Viviane, I say "but" because many professionals have the pressure to produce, produce, and if you fall behind on any given project the stream of money gets dried up quick. When I say they have an agenda, I'm not talking about a conspiracy to take over the world, blah, blah, blah. A better word would be "goal", they have their goals and in occasions may favor certain experiments or reports in order to keep the different Nasa programs alive.
Back to the moon landing topic.
This is what I was reading a few days ago explaining the Van Allen Belt:
The Van Allen belts are full of deadly radiation, and anyone passing through them would be fried.
Needless to say this is a very simplistic statement. Yes, there is deadly radiation in the Van Allen belts, but the nature of that radiation was known to the Apollo engineers and they were able to make suitable preparations. The principle danger of the Van Allen belts is high-energy protons, which are not that difficult to shield against. And the Apollo navigators plotted a course through the thinnest parts of the belts and arranged for the spacecraft to pass through them quickly, limiting the exposure.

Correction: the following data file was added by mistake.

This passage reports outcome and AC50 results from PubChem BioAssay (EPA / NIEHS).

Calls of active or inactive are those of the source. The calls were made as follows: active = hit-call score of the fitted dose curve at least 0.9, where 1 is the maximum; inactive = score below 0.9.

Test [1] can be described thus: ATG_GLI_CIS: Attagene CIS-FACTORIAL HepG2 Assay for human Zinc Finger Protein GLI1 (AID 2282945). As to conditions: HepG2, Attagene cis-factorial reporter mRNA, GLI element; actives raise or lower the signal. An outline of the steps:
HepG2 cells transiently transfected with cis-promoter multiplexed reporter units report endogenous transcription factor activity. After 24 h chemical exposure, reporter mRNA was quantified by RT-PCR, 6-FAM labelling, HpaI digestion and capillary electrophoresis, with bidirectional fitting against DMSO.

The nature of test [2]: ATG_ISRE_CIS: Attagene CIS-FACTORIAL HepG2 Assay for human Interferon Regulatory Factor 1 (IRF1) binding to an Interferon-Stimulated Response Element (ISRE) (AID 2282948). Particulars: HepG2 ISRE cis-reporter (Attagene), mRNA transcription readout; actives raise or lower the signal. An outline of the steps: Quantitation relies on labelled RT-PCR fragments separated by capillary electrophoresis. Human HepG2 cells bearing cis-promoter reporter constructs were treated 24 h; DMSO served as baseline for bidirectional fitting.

The Van Allen belts span only about forty degrees of earth's latitude -- twenty degrees above and below the magnetic equator. The diagrams of Apollo's translunar trajectory printed in various press releases are not entirely accurate. They tend to show only a two-dimensional version of the actual trajectory. The actual trajectory was three-dimensional. The highly technical reports of Apollo, accessible to but not generally understood by the public, give the three-dimensional details of the translunar trajectory.
Each mission flew a slightly different trajectory in order to access its landing site, but the orbital inclination of the translunar coast trajectory was always in the neighborhood of 30°. Stated another way, the geometric plane containing the translunar trajectory was inclined to the earth's equator by about 30°. A spacecraft following that trajectory would bypass all but the edges of the Van Allen belts.
This is not to dispute that passage through the Van Allen belts would be dangerous. But NASA conducted a series of experiments designed to investigate the nature of the Van Allen belts, culminating in the repeated traversal of the Southern Atlantic Magnetic Anomaly (an intense, low-hanging patch of Van Allen belt) by the Gemini 10 astronauts.
How can we test this explanation to determine its validity? our only source is Nasa when it comes to explaining this... that's where gets complicated to me.